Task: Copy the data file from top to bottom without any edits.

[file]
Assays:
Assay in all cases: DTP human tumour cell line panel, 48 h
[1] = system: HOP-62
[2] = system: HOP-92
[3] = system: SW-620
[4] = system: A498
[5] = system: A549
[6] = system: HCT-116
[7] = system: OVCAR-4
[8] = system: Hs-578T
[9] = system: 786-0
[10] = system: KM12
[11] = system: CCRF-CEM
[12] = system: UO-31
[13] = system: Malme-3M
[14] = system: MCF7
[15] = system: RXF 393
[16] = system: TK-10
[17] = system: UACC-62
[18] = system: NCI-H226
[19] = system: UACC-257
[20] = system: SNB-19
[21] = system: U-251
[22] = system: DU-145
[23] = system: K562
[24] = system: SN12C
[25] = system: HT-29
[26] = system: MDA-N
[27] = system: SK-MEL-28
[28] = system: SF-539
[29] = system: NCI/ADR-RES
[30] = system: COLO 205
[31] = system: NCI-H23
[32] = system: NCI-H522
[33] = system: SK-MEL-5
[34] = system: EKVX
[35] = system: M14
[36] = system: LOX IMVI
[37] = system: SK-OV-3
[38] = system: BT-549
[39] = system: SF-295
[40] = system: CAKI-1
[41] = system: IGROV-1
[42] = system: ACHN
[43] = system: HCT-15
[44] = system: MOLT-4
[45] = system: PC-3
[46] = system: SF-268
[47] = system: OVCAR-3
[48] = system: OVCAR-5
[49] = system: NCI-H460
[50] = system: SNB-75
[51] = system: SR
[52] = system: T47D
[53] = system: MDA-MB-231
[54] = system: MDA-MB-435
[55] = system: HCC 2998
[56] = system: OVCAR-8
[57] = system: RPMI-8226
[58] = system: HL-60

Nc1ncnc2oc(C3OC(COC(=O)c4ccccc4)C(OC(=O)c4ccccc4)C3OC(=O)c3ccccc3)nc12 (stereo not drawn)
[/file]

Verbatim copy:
Assays:
Assay in all cases: DTP human tumour cell line panel, 48 h
[1] = system: HOP-62
[2] = system: HOP-92
[3] = system: SW-620
[4] = system: A498
[5] = system: A549
[6] = system: HCT-116
[7] = system: OVCAR-4
[8] = system: Hs-578T
[9] = system: 786-0
[10] = system: KM12
[11] = system: CCRF-CEM
[12] = system: UO-31
[13] = system: Malme-3M
[14] = system: MCF7
[15] = system: RXF 393
[16] = system: TK-10
[17] = system: UACC-62
[18] = system: NCI-H226
[19] = system: UACC-257
[20] = system: SNB-19
[21] = system: U-251
[22] = system: DU-145
[23] = system: K562
[24] = system: SN12C
[25] = system: HT-29
[26] = system: MDA-N
[27] = system: SK-MEL-28
[28] = system: SF-539
[29] = system: NCI/ADR-RES
[30] = system: COLO 205
[31] = system: NCI-H23
[32] = system: NCI-H522
[33] = system: SK-MEL-5
[34] = system: EKVX
[35] = system: M14
[36] = system: LOX IMVI
[37] = system: SK-OV-3
[38] = system: BT-549
[39] = system: SF-295
[40] = system: CAKI-1
[41] = system: IGROV-1
[42] = system: ACHN
[43] = system: HCT-15
[44] = system: MOLT-4
[45] = system: PC-3
[46] = system: SF-268
[47] = system: OVCAR-3
[48] = system: OVCAR-5
[49] = system: NCI-H460
[50] = system: SNB-75
[51] = system: SR
[52] = system: T47D
[53] = system: MDA-MB-231
[54] = system: MDA-MB-435
[55] = system: HCC 2998
[56] = system: OVCAR-8
[57] = system: RPMI-8226
[58] = system: HL-60

Nc1ncnc2oc(C3OC(COC(=O)c4ccccc4)C(OC(=O)c4ccccc4)C3OC(=O)c3ccccc3)nc12 (stereo not drawn)